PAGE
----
In the end, local authorities also lack knowledge, competence and budget to implement suitable policies so that ethnic minorities can effectively realize their right to food. Therefore CCL has adopted a right-based development approach to support the ethnic groups of Xienghkhouang province, based on the fundamental right to food.



 Project description


Xiengkhouang, the action of CCL aims to promote the right to food and foster the democratization process in Lao PDR through the strengthening of civil society and the empowerment of rural communities. this action is also promoting women rights through the enhancement of women's role within their  community.


The final objective of the Right to food of ethnic minority groups project is to enable these communities establish their own development strategy and gain political visibility. To do so, a dialogue must be initiated between the local population and governmental agencies at all level (local, regional, national).


CCL Project in Xiengkhouang is funded by the European Commission to the tune of 300 000 euro. The project takes place in 30 villages of Kham District, beneficiating to the 15 000 inhabitants of target villages. Through the multiplier effect, this action also beneficiates to the whole population within the province.


CCL leads this project in partnership with Saeda (Sustainable Agriculture and Environment Development Association). CCL management team is based in Vientiane and liaises with 5 technicians of governmental district agencies.


Saeda is the privileged partner of CCL on this project. This local non profit association (NPA) has been working in Xiengkhouang for eight years now. It benefits from a sound knowledge of the local context and a strong experience of development projects. As a key operating partner, Saeda is leading surveys and implanting activities on the field.



 Project execution


The action of CCL in Xiengkhouang unfold as follow:


1) The first action focus on training local NPAs (non profit associations) on projects management cycle, reinforcing their technical competencies & their knowledge about human rights. This action enables local NPAs to ensure the right to food and women rights at the provincial level.


2) the second part of the action focuses on the consolidation of Lao civil society. CCL support CSOs (civil society organizations) the emergence of Farmers organizations, helping them structure their activities and reinforce their capacity for action.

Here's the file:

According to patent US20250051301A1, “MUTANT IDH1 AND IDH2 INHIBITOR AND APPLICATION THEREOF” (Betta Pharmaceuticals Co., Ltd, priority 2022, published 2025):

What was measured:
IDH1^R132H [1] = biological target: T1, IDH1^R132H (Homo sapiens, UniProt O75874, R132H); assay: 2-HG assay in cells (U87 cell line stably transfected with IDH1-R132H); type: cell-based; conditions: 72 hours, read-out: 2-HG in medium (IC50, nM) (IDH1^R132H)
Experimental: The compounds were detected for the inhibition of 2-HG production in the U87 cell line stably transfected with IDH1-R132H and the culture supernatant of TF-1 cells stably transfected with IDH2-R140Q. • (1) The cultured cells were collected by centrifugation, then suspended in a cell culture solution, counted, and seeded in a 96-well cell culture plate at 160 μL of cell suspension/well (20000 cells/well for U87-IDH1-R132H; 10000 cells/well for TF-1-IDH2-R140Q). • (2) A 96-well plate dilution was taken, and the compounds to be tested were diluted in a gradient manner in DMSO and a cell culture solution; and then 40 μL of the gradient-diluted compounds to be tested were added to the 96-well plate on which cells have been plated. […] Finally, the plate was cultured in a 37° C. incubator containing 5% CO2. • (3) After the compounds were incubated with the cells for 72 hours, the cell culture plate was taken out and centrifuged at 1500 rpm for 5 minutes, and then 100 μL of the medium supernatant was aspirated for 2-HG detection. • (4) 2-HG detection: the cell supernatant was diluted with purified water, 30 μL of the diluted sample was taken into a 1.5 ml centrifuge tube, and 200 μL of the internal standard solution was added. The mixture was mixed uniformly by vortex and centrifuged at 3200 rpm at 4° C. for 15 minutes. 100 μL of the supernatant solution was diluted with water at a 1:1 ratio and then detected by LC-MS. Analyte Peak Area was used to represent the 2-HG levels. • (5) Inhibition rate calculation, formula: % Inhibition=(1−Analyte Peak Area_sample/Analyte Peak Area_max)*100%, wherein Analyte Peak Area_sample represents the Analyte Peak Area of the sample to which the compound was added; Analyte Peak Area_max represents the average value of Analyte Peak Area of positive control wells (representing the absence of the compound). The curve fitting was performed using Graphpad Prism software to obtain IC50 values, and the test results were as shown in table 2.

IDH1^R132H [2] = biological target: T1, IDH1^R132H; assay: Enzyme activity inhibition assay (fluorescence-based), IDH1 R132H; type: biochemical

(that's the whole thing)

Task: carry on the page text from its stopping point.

This work is managed in partnership with Saeda which operates on the field in partnership with local authorities & rural development experts.


CCL and Saeda provide technical assistance and management support to numerous farmers Through training sessions.


The Farmer-to-Farmer extension process enables groups of farmers to spread the knowledge and innovative techniques such as sustainable rice intensification, organic agriculture techniques and income-generation activities for women (weaving).


3) The third action point aims to strengthen the local network at the provincial level, develop the FOs network and bring all the CSOs involved in rural development together to share ideas, case studies and feedback from the field in order to improve the outputs of the project activities.


pictures overview

Women from Ban Fai during a training session on contracts negotiation.


Many farmers of Kham have to deal and make agreement with companies for cash crop commercialization such as corn production. 


The objective of these training is to strengthen knowledge and skills of farmers in order fro them to be able to negotiate better prices and terms contract with both local and foreign investors. 




Mr  Khampet, model farmer and trainer of Sustainable rice intensificaton techniques (SRI). SAEDA, partner of CCL, has trained farmers of Kham district on SRI and agroecological techniques  to help farmers increase their annual yield of rice.


The SRI model enabled farmers to increase their yields around 30% by using organic fertilizer and better management of water.

CCL supports upland ethnic communities of Kham district to increase food production for consumption

Portrait. Khmu People, Houayphat village

CCL supports weaving activities  to help women improve their livelihoods

Woman with her spinning wheel